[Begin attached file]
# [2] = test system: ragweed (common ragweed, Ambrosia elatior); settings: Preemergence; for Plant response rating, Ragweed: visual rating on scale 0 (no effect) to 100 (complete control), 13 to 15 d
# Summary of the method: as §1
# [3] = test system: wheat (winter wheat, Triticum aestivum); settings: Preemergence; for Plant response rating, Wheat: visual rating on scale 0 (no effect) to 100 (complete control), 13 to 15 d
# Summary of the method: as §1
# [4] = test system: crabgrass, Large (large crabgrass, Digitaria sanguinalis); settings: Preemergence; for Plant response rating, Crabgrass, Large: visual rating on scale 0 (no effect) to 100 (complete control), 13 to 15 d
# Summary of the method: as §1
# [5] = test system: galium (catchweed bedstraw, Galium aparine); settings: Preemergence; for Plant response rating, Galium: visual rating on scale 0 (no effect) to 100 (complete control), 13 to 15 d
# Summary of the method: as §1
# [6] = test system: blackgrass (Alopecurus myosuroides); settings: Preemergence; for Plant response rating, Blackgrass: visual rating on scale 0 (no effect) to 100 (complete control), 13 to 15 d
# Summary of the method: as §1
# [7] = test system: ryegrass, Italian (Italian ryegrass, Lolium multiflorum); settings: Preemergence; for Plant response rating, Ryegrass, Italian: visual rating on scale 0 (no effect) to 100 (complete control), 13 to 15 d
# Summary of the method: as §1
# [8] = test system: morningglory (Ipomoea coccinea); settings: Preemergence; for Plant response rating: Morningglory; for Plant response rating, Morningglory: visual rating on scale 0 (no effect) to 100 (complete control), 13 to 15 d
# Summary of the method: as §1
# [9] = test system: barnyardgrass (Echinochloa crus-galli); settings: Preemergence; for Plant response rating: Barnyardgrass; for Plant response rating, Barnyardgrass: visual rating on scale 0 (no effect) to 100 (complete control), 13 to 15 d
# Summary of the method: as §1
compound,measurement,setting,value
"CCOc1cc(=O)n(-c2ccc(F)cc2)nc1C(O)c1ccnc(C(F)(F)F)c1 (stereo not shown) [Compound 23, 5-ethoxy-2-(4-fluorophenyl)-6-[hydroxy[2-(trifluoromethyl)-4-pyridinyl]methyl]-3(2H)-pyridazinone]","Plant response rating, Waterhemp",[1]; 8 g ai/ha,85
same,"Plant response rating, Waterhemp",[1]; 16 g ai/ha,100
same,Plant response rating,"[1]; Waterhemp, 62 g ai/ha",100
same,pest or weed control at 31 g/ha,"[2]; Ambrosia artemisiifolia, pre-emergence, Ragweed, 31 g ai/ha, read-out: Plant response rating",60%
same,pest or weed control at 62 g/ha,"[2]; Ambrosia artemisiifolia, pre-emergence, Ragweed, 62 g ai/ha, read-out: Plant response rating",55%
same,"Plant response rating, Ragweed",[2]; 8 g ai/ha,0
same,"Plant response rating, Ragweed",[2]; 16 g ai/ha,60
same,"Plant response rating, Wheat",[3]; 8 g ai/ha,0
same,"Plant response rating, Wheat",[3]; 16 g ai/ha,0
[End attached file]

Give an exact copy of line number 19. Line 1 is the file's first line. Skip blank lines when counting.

same,"Plant response rating, Waterhemp",[1]; 16 g ai/ha,100